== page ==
The London-Sydney Marathon Car Rally started at the Crystal Palace racing circuit in London at 2pm

Sunday 24th November 1968

The London-Sydney Marathon Car Rally started at the Crystal Palace racing circuit in London at 2pm. It finished at Warwick Farm (an outer Sydney suburb), on Tuesday, December 17th 1968.
“Until now, the toughest International rally in the world has been the East Africa Safari. If you spoke English, some Afrikaans and perhaps a little Swahili, you could muddle through. In the end, a handful of money waved at some native bystanders would always get you towed out of a bog.
But in the London-Sydney Marathon it will be desirable to have a working knowledge of Urdu, Esperanto, lower Afghanistani dialect and possibly even English.
This is the most International rally ever run. Cars have come from Britain, Australia, America, Soviet Russia, France, Germany….. the drivers include a Russian named Lifhits and an Indian called Ghandi….. the route crosses dozens of borders…..
Organisers can go so far in helping competitors with the problems of country and language, but a lot has to be left with the crews. The comprehensive route guidance notes given to every team months ago, detailed rates of exchange, border procedures, and dozens of other small items of valuable information.
But each team, realising that there was hardly any allowance for time lost through breakdowns or servicing, was still faced with the problem of keeping the cars going.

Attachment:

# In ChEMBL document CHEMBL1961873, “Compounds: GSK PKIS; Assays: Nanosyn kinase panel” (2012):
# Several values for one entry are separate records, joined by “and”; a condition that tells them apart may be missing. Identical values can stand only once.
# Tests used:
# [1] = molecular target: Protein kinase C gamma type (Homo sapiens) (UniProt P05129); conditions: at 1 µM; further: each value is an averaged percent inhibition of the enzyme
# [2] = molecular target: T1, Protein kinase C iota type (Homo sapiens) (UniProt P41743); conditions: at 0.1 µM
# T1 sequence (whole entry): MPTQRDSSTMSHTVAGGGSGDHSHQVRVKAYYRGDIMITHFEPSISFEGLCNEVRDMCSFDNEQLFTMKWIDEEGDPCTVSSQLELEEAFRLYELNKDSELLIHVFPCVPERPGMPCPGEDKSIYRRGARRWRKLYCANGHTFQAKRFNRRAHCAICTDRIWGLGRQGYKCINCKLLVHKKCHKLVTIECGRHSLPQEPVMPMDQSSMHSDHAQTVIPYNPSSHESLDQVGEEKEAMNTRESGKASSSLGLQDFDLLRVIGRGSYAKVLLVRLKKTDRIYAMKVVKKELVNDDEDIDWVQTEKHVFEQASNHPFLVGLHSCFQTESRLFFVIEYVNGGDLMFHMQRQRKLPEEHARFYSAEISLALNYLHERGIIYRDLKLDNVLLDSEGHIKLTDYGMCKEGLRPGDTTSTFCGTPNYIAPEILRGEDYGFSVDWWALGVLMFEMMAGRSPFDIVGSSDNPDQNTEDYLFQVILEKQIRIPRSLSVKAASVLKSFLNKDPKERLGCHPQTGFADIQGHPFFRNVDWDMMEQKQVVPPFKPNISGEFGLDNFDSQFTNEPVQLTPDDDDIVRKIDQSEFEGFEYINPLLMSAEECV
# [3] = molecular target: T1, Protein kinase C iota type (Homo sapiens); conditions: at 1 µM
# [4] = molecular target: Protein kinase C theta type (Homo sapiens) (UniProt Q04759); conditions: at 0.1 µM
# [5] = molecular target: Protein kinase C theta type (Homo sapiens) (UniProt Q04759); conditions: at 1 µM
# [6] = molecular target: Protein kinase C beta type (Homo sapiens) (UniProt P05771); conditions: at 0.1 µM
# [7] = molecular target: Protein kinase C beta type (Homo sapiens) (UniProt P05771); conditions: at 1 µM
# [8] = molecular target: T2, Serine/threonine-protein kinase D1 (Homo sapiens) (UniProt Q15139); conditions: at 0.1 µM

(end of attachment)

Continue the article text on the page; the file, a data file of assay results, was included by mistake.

In a normal rally, car manufacturers and tyre and oil companies like Dunlop and Castrol literally “shadow” the rally route with service vehicles and crews.
But the London-Sydney is so far and so fast, that a complete re-think was needed. Both Castrol and Dunlop have been working for months on a complex network of oil and tyre supplies stretching halfway across the world.
Both companies are, of course, quite used to this. Both have been knee-deep in motor sport for the last 50 – odd years. In fact, it was a Dunlop employee, Harry James, who started motor sport in Australia with a “demonstration” run at Aspendale racecourse in Victoria in 1904.
Castrol is now one of the major sponsors of motor sport in the world. In Australia, their drivers include the famous Geoghegan brothers, the works Nissan team and the BMC works cars.
Overseas, they look after world motor cycle champion, Mike Hailwood, the BMC works rally team of Hopkirk – Makinen – Aaltonen – Fall, and the Ford rally team, as well as Polish driver Sobieslaw Zasada, who last year won the European Championship.
One of their more famous operators is expatriate Australian Paul Hawkins, one of the world’s greatest sports car drivers. Castrol car and bike wins have been chalked up at Daytona, Singapore, Wisconsin, Sebring, Le-Mans, Barcelona and the Isle of Man.
On the other hand, Dunlop has been designing and producing racing tyres for scores of years. For one period of about 15 years up to 1965, Dunlop was the only tyre company supplying racing tyres to World Championship Grand Prix cars.
The choice of racing tyres has become so wide that there are now special tyres for wet and dry racing, for ice and snow, for wet and dry gravel.
The London-Sydney competitors will be able to call on six different types of Dunlop tyre for varying terrain and climate. It is this sort of wide experience in servicing motor sport of all kinds all over the world that makes Castrol and Dunlop, and other major companies like them, so involved in this great Marathon”.
– Daily Telegraph.

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